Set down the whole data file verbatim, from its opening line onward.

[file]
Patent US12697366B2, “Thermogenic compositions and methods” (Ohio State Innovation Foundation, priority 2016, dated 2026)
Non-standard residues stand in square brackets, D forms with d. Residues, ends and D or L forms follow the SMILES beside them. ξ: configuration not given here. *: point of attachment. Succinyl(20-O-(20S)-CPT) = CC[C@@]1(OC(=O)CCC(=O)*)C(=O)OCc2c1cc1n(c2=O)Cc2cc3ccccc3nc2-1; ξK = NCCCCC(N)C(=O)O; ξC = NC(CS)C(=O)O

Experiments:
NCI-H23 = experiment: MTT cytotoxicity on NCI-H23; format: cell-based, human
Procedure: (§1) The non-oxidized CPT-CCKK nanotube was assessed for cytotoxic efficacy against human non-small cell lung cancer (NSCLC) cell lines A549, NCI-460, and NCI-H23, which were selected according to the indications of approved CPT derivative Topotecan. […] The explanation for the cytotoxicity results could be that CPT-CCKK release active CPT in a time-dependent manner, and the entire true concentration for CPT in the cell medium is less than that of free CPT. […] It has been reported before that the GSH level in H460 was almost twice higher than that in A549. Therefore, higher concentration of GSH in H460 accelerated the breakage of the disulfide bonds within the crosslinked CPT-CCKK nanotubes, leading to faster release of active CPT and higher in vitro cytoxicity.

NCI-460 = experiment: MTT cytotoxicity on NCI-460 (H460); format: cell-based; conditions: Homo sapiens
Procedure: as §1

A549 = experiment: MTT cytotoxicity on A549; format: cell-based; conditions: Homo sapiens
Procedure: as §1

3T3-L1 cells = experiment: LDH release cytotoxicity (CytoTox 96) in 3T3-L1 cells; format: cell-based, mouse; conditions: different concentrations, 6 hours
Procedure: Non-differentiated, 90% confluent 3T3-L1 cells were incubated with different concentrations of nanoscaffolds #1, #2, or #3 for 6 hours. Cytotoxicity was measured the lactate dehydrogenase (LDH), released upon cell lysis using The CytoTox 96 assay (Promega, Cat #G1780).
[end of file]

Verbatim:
Patent US12697366B2, “Thermogenic compositions and methods” (Ohio State Innovation Foundation, priority 2016, dated 2026)
Non-standard residues stand in square brackets, D forms with d. Residues, ends and D or L forms follow the SMILES beside them. ξ: configuration not given here. *: point of attachment. Succinyl(20-O-(20S)-CPT) = CC[C@@]1(OC(=O)CCC(=O)*)C(=O)OCc2c1cc1n(c2=O)Cc2cc3ccccc3nc2-1; ξK = NCCCCC(N)C(=O)O; ξC = NC(CS)C(=O)O

Experiments:
NCI-H23 = experiment: MTT cytotoxicity on NCI-H23; format: cell-based, human
Procedure: (§1) The non-oxidized CPT-CCKK nanotube was assessed for cytotoxic efficacy against human non-small cell lung cancer (NSCLC) cell lines A549, NCI-460, and NCI-H23, which were selected according to the indications of approved CPT derivative Topotecan. […] The explanation for the cytotoxicity results could be that CPT-CCKK release active CPT in a time-dependent manner, and the entire true concentration for CPT in the cell medium is less than that of free CPT. […] It has been reported before that the GSH level in H460 was almost twice higher than that in A549. Therefore, higher concentration of GSH in H460 accelerated the breakage of the disulfide bonds within the crosslinked CPT-CCKK nanotubes, leading to faster release of active CPT and higher in vitro cytoxicity.

NCI-460 = experiment: MTT cytotoxicity on NCI-460 (H460); format: cell-based; conditions: Homo sapiens
Procedure: as §1

A549 = experiment: MTT cytotoxicity on A549; format: cell-based; conditions: Homo sapiens
Procedure: as §1

3T3-L1 cells = experiment: LDH release cytotoxicity (CytoTox 96) in 3T3-L1 cells; format: cell-based, mouse; conditions: different concentrations, 6 hours
Procedure: Non-differentiated, 90% confluent 3T3-L1 cells were incubated with different concentrations of nanoscaffolds #1, #2, or #3 for 6 hours. Cytotoxicity was measured the lactate dehydrogenase (LDH), released upon cell lysis using The CytoTox 96 assay (Promega, Cat #G1780).